Oh so special: The leading candidates for special teams play seem to change daily. Here is a look at how they lined up Monday.

Freshmen Woods, WR Trenile Washington and CB Alex Woodley and seniors WR Thomson Omboga and CB Shirdonya Mitchell all received punts. It was Washington's first crack at the drill in several days, replacing senior S Nino Williams, who took punts Sunday. (Freshman William Franklin replaced Washington in the afternoon's kickoff drills.)

Omboga and Woods seem to have the best shots at the job, but Woods has routinely struggled with handling punts, an issue the coaching staff would likely not want to deal with.

Woods, Mitchell, Woodley, sophomore WR Brad Ekwerekwu, and freshman WRs William Franklin and Greg Bracey returned kickoffs. Bracey seems a natural fit, with his sprinter-quality speed. Mitchell, another speedster, has also gotten numerous reps here.

Freshmen OL John Dirk, TE Josh Barbo and DL Steven Blair handled the long-snapping for punts, while senior Zach Strom and freshmen DL Lorenzo Williams and OL David Lazaroff handled the field-goal snapping duties. As a whole, the field goal unit has been more consistent with its snaps. Strom, who worked as a punt snapper in the afternoon session, may claim both long-snapping jobs.

Catch of the day: In the red zone portion of the 11-on-11 drill Monday morning, sophomore QB Brandon Coleman scrambled to his left and found freshman TE Jason Gannon, who made a tumbling catch for an eight-yard score.

Hit of the day: Sophomore DE Brian Smith, dropping back into zone pass coverage, leveled sophomore TE DeQuincy Howard, who had caught a short pass on a crossing route. The hit dropped Howard hard to the turf and brought the loudest cheer from the defense, which dominated 11-on-11, in the morning practice.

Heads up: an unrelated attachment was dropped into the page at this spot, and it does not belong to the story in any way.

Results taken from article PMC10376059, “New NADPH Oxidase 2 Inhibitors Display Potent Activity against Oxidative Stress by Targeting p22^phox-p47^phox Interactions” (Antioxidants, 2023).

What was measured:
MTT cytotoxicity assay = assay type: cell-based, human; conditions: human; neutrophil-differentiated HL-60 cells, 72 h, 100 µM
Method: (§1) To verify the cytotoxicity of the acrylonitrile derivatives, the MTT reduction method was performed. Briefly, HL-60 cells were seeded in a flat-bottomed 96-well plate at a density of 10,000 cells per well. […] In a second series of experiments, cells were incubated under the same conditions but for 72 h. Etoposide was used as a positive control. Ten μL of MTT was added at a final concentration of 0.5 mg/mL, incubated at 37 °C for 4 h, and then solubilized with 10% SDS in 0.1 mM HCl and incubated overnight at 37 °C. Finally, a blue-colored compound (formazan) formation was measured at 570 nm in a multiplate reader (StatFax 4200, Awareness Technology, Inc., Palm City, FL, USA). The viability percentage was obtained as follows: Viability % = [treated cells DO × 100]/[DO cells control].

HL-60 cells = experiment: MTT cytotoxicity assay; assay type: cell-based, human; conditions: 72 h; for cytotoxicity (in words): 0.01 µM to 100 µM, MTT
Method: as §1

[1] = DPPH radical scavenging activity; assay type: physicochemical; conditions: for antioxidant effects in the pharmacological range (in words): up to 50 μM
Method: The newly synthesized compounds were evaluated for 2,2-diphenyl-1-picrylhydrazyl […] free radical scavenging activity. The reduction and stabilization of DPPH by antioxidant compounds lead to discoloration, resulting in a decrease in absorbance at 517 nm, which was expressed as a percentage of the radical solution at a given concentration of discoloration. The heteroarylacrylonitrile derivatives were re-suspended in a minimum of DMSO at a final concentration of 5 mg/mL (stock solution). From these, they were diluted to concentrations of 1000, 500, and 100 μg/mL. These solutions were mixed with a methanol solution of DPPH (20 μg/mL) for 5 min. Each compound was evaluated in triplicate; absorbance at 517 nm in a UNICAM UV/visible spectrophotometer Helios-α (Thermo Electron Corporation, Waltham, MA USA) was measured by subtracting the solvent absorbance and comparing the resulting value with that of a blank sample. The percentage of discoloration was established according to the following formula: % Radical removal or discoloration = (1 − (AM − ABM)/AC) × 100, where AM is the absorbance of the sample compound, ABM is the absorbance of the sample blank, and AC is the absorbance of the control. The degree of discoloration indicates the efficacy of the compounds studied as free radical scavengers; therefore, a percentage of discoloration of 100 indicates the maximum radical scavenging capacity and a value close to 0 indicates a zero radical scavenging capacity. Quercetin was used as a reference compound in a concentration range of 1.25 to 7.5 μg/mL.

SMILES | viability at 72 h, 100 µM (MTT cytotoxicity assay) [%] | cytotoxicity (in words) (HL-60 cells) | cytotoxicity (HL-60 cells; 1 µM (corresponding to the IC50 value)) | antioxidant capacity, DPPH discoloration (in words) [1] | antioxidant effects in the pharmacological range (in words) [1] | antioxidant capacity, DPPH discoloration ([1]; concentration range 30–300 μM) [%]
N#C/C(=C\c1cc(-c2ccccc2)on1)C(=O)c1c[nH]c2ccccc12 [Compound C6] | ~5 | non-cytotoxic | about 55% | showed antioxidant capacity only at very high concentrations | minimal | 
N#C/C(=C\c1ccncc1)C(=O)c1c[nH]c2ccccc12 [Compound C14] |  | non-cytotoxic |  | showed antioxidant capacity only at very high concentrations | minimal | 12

Quote of the day: "I had to yell at him. How about that, yelling at him for trying hard?" --Pinkel, on Coffey's diving catch in the morning practice.

Audibles: Sophomore WR Andrew Hoskins was the star of the short afternoon session. Hoskins, who has switched to No. 37, made several nice running grabs and was Missouri‘s best receiver of the day. The coaching staff rewarded him several reps with the second team. ... Senior TB Beau Viehmann has been impressive, for both his hard running and his leadership. A walk-on turned captain, Viehmann runs hard and breaks tackles with ease. He was the blocking back in the Tigers' short-yardage set, which the team practiced for the first time Monday morning. ... Freshman QB Chase Patton has come a long way in a week. He looks much more confident in the pocket, and made several good throws Monday. The competition for the third spot looks to be between him and fellow freshman Darrell Jackson, as freshman Mack Breed seems to have regressed since the beginning of last week. ... The speed of the linebacker corps is impressive. They can easily move sideline to sideline, with sophomore MLB Dedrick Harrington swiftly dragging down junior TB Damien Nash for no gain in the red zone drill Monday morning.

Looking ahead: The Tigers will practice, then scrimmage Tuesday morning at 8:15. Two-a-days continue on an every-other-day schedule, with another scrimmage scheduled for Saturday.